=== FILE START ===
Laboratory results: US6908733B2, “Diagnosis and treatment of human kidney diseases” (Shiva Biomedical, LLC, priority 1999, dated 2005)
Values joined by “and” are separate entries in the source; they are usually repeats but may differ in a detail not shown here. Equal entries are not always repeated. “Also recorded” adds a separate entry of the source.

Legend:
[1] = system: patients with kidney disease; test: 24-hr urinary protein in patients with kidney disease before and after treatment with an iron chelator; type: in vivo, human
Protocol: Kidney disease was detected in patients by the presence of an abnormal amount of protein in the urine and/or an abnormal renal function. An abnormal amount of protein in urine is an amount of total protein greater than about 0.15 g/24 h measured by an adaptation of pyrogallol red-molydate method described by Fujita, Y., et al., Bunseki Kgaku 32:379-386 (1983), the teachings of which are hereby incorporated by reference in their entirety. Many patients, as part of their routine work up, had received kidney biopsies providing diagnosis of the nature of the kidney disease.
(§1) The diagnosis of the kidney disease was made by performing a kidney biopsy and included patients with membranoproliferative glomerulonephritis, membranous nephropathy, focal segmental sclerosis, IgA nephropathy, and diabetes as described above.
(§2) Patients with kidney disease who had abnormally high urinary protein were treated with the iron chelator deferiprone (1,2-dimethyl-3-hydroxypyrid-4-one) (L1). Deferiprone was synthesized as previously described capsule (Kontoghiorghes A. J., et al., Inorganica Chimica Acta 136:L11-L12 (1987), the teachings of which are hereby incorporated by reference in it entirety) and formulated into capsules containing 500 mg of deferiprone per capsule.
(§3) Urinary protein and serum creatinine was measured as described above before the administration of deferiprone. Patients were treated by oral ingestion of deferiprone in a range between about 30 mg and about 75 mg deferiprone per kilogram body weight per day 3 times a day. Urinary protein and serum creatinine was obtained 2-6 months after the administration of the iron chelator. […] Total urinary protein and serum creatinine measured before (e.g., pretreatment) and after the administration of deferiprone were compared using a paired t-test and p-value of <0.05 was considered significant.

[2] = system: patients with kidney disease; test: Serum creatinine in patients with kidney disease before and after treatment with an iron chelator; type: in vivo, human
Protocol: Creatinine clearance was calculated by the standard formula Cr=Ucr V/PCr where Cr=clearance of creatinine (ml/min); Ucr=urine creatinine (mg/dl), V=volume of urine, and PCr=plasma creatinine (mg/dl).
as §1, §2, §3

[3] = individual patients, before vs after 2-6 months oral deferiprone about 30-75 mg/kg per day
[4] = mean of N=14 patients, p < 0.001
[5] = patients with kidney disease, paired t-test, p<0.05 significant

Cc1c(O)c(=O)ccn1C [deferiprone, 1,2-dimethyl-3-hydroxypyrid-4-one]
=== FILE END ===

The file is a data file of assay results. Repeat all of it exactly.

Laboratory results: US6908733B2, “Diagnosis and treatment of human kidney diseases” (Shiva Biomedical, LLC, priority 1999, dated 2005)
Values joined by “and” are separate entries in the source; they are usually repeats but may differ in a detail not shown here. Equal entries are not always repeated. “Also recorded” adds a separate entry of the source.

Legend:
[1] = system: patients with kidney disease; test: 24-hr urinary protein in patients with kidney disease before and after treatment with an iron chelator; type: in vivo, human
Protocol: Kidney disease was detected in patients by the presence of an abnormal amount of protein in the urine and/or an abnormal renal function. An abnormal amount of protein in urine is an amount of total protein greater than about 0.15 g/24 h measured by an adaptation of pyrogallol red-molydate method described by Fujita, Y., et al., Bunseki Kgaku 32:379-386 (1983), the teachings of which are hereby incorporated by reference in their entirety. Many patients, as part of their routine work up, had received kidney biopsies providing diagnosis of the nature of the kidney disease.
(§1) The diagnosis of the kidney disease was made by performing a kidney biopsy and included patients with membranoproliferative glomerulonephritis, membranous nephropathy, focal segmental sclerosis, IgA nephropathy, and diabetes as described above.
(§2) Patients with kidney disease who had abnormally high urinary protein were treated with the iron chelator deferiprone (1,2-dimethyl-3-hydroxypyrid-4-one) (L1). Deferiprone was synthesized as previously described capsule (Kontoghiorghes A. J., et al., Inorganica Chimica Acta 136:L11-L12 (1987), the teachings of which are hereby incorporated by reference in it entirety) and formulated into capsules containing 500 mg of deferiprone per capsule.
(§3) Urinary protein and serum creatinine was measured as described above before the administration of deferiprone. Patients were treated by oral ingestion of deferiprone in a range between about 30 mg and about 75 mg deferiprone per kilogram body weight per day 3 times a day. Urinary protein and serum creatinine was obtained 2-6 months after the administration of the iron chelator. […] Total urinary protein and serum creatinine measured before (e.g., pretreatment) and after the administration of deferiprone were compared using a paired t-test and p-value of <0.05 was considered significant.

[2] = system: patients with kidney disease; test: Serum creatinine in patients with kidney disease before and after treatment with an iron chelator; type: in vivo, human
Protocol: Creatinine clearance was calculated by the standard formula Cr=Ucr V/PCr where Cr=clearance of creatinine (ml/min); Ucr=urine creatinine (mg/dl), V=volume of urine, and PCr=plasma creatinine (mg/dl).
as §1, §2, §3

[3] = individual patients, before vs after 2-6 months oral deferiprone about 30-75 mg/kg per day
[4] = mean of N=14 patients, p < 0.001
[5] = patients with kidney disease, paired t-test, p<0.05 significant

Cc1c(O)c(=O)ccn1C [deferiprone, 1,2-dimethyl-3-hydroxypyrid-4-one]